Similarly, ApplyToEach, ApplyToFirst, and so forth can be really useful operations for cases like op(qubits[0]);. If you want lambda support in Q#, @bettinaheim has been discussing that feature request at microsoft/qsharp-compiler#181.
Amir Ebrahimi
@amirebrahimi
No worries, @amirebrahimi. Happy to help. Thanks to @crazy4pi314 and the rest of the qsharp.community team for creating and maintaining this space to discuss Q#!
Mridul Sarkar
@mridulsar
Hey all, I was wondering if something like ApplyToEach can be used on a BE or LE. I could not find anything in the docs. I could be misguided in understanding that ApplyToEach cannot be applied to BE or LE registers.
Also, how can I make ApplyToEach look pretty, ie @cgranade did so earlier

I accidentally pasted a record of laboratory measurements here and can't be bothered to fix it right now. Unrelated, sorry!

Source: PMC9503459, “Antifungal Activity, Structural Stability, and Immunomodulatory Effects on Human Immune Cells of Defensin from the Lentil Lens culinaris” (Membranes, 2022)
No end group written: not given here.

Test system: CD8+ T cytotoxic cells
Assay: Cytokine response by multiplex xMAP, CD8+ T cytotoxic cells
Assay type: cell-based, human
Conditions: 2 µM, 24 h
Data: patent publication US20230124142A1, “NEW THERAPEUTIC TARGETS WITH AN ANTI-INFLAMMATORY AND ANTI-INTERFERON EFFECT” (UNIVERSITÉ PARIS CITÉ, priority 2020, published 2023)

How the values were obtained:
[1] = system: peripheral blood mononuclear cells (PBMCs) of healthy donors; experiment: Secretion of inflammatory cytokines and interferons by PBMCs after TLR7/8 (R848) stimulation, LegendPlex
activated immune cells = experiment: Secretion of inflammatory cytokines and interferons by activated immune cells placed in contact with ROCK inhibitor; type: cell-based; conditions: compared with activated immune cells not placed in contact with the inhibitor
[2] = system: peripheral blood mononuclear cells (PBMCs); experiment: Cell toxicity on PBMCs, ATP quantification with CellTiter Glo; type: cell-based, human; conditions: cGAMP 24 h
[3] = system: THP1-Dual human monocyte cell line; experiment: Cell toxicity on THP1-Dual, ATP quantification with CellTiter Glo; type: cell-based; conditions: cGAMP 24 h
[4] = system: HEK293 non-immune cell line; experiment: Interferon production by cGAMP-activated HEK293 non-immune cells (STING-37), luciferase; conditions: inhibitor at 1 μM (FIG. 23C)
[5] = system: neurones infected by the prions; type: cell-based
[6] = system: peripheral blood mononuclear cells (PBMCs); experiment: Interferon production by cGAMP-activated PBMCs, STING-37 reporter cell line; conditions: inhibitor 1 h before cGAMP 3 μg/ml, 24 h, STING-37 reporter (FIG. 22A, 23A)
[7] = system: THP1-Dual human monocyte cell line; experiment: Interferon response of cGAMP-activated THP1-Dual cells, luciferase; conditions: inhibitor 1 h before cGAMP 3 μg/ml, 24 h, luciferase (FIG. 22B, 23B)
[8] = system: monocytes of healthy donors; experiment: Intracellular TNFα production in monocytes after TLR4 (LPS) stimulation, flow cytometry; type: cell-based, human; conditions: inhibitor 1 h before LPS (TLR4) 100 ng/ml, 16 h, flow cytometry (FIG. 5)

i guess my larger question is, a data type of 'T[] (= or != ) LE/BE
@mridulsar: From the perspective of the Q# type system, a value of type LittleEndian is a single atomic value. If you have an array of little-endian registers (that is, LittleEndian[]), then ApplyToEach works great over that array. On the other hand, if you want to apply an operation to each qubit making up a single LittleEndian register, you can unwrap it with the unwrap operator (!) to get an array of type Qubit[].
@crazy4pi314, do you recall the page reference in the book where we explain that? Also, @mridulsar, you may want to check out this part of the docs: https://docs.microsoft.com/en-us/quantum/user-guide/language/expressions#unwrap-expressions
Mridul Sarkar
@mridulsar
Thank you Chris, I see the hole in my knowledge is understanding how LittleEndian is encoded and for what practical applications this can be used. I am understanding LE/BE encoding takes a singular integer by its binary values, the order of the values respective to the type of Endian encoding. I tried doing a google search for quantum BE papers but could not come up with anything nice to read. If you had suggestions on papers I could read to understand this topic I would greatly appreciate it.
@mridulsar No worries, happy to help.
Mridul Sarkar